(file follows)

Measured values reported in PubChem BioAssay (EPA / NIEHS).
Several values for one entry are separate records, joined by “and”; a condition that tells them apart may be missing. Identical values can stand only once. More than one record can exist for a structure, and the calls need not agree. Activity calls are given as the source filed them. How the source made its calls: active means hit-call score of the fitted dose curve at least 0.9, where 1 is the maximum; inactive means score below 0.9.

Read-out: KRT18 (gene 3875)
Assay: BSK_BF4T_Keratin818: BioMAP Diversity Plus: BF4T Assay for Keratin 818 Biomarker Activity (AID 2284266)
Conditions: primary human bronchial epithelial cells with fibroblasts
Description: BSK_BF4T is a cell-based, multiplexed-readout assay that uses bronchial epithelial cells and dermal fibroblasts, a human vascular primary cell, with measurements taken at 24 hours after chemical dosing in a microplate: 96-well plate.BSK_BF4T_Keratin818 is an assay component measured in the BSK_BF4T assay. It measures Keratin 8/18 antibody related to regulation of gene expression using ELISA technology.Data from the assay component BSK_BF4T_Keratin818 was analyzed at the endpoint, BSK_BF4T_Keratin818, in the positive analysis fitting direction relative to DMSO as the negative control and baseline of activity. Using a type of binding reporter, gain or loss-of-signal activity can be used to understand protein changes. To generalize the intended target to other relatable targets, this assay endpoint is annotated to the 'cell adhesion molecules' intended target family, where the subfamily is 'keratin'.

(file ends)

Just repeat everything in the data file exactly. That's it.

Measured values reported in PubChem BioAssay (EPA / NIEHS).
Several values for one entry are separate records, joined by “and”; a condition that tells them apart may be missing. Identical values can stand only once. More than one record can exist for a structure, and the calls need not agree. Activity calls are given as the source filed them. How the source made its calls: active means hit-call score of the fitted dose curve at least 0.9, where 1 is the maximum; inactive means score below 0.9.

Read-out: KRT18 (gene 3875)
Assay: BSK_BF4T_Keratin818: BioMAP Diversity Plus: BF4T Assay for Keratin 818 Biomarker Activity (AID 2284266)
Conditions: primary human bronchial epithelial cells with fibroblasts
Description: BSK_BF4T is a cell-based, multiplexed-readout assay that uses bronchial epithelial cells and dermal fibroblasts, a human vascular primary cell, with measurements taken at 24 hours after chemical dosing in a microplate: 96-well plate.BSK_BF4T_Keratin818 is an assay component measured in the BSK_BF4T assay. It measures Keratin 8/18 antibody related to regulation of gene expression using ELISA technology.Data from the assay component BSK_BF4T_Keratin818 was analyzed at the endpoint, BSK_BF4T_Keratin818, in the positive analysis fitting direction relative to DMSO as the negative control and baseline of activity. Using a type of binding reporter, gain or loss-of-signal activity can be used to understand protein changes. To generalize the intended target to other relatable targets, this assay endpoint is annotated to the 'cell adhesion molecules' intended target family, where the subfamily is 'keratin'.